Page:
The comic Stephen Wright once said, microphone in hand, “I lost my job. Actually, it's not lost. I know where it is. It's just when I go there, someone else is doing it.
It has to be especially vexing to engineers who have lost their jobs during the current downturn to see development jobs going overseas where labor is cheaper or being filled domestically by engineers on H1-B visas. Although there is a tendency to view jobs being performed by engineers working on H1-B visas the same as jobs that have migrated offshore, the two should not be painted with the same brush.
Michael Barr wrote about job emigration in his editorial, “Distributed development.” Jack Ganssle followed up with his “H1-B visas and your job.” Michael and Jack address an area of growing concern in these difficult economic times: the loss of jobs. Their observations are thought provoking and have generated several equally thoughtful responses.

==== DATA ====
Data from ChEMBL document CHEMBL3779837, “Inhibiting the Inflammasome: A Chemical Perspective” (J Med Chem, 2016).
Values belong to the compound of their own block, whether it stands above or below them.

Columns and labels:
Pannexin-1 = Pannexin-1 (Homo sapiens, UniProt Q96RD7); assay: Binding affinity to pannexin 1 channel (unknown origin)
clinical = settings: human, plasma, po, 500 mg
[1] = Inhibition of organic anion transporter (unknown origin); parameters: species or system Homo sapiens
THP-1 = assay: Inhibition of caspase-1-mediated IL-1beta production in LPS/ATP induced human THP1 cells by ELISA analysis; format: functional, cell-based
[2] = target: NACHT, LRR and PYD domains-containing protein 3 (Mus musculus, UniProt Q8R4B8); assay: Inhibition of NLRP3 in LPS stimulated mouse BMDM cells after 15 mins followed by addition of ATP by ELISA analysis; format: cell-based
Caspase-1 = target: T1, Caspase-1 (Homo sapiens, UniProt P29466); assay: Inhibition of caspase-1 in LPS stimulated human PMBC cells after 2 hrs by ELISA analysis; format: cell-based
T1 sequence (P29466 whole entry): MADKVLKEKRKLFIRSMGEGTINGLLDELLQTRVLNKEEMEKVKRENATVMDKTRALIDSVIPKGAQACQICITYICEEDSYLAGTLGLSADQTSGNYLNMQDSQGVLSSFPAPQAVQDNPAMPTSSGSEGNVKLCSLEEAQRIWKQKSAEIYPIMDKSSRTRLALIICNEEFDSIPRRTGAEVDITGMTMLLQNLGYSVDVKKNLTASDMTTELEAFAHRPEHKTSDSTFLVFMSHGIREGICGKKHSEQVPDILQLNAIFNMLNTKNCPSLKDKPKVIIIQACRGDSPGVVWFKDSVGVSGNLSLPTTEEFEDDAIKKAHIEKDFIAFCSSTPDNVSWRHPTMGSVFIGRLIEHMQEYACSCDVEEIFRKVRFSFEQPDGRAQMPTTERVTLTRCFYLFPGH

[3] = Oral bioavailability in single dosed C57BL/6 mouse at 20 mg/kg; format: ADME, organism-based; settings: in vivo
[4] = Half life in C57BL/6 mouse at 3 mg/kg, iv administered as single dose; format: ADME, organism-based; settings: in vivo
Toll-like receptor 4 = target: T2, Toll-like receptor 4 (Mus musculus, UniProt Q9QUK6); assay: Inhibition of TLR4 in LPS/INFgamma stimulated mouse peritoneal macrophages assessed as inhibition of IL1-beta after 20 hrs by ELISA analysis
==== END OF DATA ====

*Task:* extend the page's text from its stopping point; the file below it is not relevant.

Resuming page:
The results of the poll about H1-B visas clearly indicate the diversity of opinion on the subject.
Ernest Hollings, the Senior Senator from South Carolina who is retiring at the end of his term recently noted that since the end of World War II, the percentage of the US workforce in manufacturing has dropped from 40% to 10%. Given that trend, it is understandable that engineers involved in design and development would have concerns for their jobs as well. Michael's and Jack's observations, and the responses they generated, help bring some light to these complex issues.